The use of interviews with surrogate respondents in a case-control study of oral cancer.

R. S. Greenberg, J. M. Liff, H. R. Gregory, J. E. Brockman

Research output: Contribution to journalArticlepeer-review

7 Scopus citations


The purpose of this study was to assess the possible bias that may occur in case-control studies when exposure information is not collected from all potentially eligible cases. The data used in this study were collected in the metropolitan area of Atlanta as part of a multicenter, population-based, case-control study of oropharyngeal cancer. In-person interviews were conducted with 112 cases (67.9 percent) and information on an additional 23 ill or deceased cases (13.9 percent) was collected through surrogate respondents. The cases about whom information was collected from surrogate respondents had more advanced disease at the time of diagnosis and were more likely to be black and less educated than cases who were interviewed in person. Cigarette smoking and consumption of hard liquor were more common among the cases about whom information was collected through surrogates. Therefore, failure to include such information would have resulted in underestimates of the strength of association between these exposures and the risk of oropharyngeal cancer.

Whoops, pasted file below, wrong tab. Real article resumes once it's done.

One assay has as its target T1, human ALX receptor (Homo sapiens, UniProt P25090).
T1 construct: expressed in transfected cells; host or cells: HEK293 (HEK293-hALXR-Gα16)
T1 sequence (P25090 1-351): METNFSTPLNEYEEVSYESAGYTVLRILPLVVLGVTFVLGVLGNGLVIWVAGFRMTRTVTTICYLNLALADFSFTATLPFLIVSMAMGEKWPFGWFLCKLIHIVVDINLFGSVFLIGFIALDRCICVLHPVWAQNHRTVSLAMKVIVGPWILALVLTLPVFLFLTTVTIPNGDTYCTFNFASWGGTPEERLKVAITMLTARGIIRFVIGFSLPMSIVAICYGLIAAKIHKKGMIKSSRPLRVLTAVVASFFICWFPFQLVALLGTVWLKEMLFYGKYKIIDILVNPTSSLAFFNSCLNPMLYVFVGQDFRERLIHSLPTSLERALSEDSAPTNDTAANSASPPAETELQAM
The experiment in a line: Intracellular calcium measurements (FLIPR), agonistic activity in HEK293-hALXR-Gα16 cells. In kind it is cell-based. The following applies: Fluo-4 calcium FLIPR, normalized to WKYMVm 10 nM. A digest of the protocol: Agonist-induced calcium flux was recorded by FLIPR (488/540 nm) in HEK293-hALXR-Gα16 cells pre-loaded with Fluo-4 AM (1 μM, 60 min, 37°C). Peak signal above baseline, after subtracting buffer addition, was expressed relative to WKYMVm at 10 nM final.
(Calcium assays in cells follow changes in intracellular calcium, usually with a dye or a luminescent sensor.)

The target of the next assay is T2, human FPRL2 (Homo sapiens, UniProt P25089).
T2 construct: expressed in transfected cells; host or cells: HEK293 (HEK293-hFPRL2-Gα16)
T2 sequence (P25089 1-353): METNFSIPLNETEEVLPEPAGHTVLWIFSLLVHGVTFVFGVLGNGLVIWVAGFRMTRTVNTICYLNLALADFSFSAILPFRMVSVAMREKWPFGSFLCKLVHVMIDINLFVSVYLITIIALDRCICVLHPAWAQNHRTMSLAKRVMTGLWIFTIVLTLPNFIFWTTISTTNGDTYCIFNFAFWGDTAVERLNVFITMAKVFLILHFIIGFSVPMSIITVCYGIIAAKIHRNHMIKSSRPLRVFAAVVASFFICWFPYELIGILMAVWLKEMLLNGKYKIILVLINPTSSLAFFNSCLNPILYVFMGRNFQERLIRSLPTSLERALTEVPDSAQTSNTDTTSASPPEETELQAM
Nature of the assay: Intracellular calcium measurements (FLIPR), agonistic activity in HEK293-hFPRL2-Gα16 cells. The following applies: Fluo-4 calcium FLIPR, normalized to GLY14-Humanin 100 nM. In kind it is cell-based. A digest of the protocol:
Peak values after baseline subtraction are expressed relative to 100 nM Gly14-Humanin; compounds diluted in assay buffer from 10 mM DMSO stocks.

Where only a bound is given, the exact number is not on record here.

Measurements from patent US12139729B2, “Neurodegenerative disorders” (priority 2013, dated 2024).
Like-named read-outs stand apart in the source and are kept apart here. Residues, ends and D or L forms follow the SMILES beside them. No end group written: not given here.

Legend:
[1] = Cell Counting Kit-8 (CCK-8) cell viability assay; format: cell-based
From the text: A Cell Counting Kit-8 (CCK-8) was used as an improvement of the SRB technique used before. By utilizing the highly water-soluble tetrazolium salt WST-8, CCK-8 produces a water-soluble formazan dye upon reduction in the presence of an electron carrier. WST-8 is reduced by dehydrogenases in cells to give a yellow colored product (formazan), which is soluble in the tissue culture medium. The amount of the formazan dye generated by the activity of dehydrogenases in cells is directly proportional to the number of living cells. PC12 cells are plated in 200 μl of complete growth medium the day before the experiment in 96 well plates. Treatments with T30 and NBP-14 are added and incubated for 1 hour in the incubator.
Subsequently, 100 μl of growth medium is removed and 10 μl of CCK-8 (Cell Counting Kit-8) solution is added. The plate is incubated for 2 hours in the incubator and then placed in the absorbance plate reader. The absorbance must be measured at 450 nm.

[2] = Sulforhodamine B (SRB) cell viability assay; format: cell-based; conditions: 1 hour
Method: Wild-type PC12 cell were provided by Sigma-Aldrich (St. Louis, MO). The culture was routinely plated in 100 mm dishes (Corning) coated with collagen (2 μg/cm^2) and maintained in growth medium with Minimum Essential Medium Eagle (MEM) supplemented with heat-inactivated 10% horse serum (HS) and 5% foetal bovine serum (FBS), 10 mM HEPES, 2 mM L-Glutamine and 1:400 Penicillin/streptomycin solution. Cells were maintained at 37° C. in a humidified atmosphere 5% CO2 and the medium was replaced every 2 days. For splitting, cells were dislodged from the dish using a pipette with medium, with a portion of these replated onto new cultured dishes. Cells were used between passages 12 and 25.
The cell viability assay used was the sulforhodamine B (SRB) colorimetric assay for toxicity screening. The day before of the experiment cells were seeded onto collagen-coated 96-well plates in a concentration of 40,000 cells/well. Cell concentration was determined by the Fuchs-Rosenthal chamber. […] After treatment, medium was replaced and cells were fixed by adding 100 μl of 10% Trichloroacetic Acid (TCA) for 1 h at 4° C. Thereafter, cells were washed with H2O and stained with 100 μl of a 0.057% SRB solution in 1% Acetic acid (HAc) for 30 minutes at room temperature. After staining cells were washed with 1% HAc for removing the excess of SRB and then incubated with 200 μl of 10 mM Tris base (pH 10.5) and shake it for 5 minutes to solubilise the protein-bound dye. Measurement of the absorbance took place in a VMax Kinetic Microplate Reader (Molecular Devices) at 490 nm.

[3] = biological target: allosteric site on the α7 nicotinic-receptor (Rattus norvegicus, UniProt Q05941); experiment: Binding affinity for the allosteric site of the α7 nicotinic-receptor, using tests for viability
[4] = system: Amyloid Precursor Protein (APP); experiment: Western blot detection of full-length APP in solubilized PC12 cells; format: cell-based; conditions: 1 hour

Original languageEnglish (US)
Pages (from-to)497-504
Number of pages8
JournalYale Journal of Biology and Medicine
Issue number5
StatePublished - Sep 1986
Externally publishedYes

ASJC Scopus subject areas

  • Biochemistry, Genetics and Molecular Biology(all)


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